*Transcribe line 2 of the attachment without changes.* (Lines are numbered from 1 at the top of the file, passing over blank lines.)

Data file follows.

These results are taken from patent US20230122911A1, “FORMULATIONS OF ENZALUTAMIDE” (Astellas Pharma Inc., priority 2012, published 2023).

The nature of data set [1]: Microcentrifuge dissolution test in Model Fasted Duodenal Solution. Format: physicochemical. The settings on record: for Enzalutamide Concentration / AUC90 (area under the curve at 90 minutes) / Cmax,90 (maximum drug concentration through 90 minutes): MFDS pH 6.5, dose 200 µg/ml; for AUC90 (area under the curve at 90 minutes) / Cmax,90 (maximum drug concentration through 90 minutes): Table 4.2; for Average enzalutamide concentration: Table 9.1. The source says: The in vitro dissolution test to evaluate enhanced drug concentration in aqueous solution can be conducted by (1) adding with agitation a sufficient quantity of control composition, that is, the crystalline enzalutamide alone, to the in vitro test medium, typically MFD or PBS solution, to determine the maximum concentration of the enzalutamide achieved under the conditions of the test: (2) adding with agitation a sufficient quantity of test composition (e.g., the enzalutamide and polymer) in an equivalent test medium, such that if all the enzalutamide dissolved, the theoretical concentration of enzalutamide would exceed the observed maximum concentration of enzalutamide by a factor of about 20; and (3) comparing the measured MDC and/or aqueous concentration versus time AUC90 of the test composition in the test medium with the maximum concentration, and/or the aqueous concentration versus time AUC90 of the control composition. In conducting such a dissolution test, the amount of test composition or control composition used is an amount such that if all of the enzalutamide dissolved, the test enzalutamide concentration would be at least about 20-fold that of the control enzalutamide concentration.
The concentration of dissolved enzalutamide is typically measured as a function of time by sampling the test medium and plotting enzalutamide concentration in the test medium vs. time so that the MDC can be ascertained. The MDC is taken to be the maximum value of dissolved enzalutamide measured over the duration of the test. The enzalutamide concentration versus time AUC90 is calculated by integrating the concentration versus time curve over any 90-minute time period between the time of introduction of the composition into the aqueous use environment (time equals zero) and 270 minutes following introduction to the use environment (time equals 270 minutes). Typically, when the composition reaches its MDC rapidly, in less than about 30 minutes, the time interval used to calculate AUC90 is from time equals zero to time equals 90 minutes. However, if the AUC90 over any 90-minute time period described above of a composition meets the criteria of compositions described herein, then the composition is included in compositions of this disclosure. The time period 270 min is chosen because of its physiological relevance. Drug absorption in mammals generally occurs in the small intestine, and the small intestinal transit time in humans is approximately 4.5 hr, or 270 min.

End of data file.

The nature of data set [1]: Microcentrifuge dissolution test in Model Fasted Duodenal Solution. Format: physicochemical. The settings on record: for Enzalutamide Concentration / AUC90 (area under the curve at 90 minutes) / Cmax,90 (maximum drug concentration through 90 minutes): MFDS pH 6.5, dose 200 µg/ml; for AUC90 (area under the curve at 90 minutes) / Cmax,90 (maximum drug concentration through 90 minutes): Table 4.2; for Average enzalutamide concentration: Table 9.1. The source says: The in vitro dissolution test to evaluate enhanced drug concentration in aqueous solution can be conducted by (1) adding with agitation a sufficient quantity of control composition, that is, the crystalline enzalutamide alone, to the in vitro test medium, typically MFD or PBS solution, to determine the maximum concentration of the enzalutamide achieved under the conditions of the test: (2) adding with agitation a sufficient quantity of test composition (e.g., the enzalutamide and polymer) in an equivalent test medium, such that if all the enzalutamide dissolved, the theoretical concentration of enzalutamide would exceed the observed maximum concentration of enzalutamide by a factor of about 20; and (3) comparing the measured MDC and/or aqueous concentration versus time AUC90 of the test composition in the test medium with the maximum concentration, and/or the aqueous concentration versus time AUC90 of the control composition. In conducting such a dissolution test, the amount of test composition or control composition used is an amount such that if all of the enzalutamide dissolved, the test enzalutamide concentration would be at least about 20-fold that of the control enzalutamide concentration.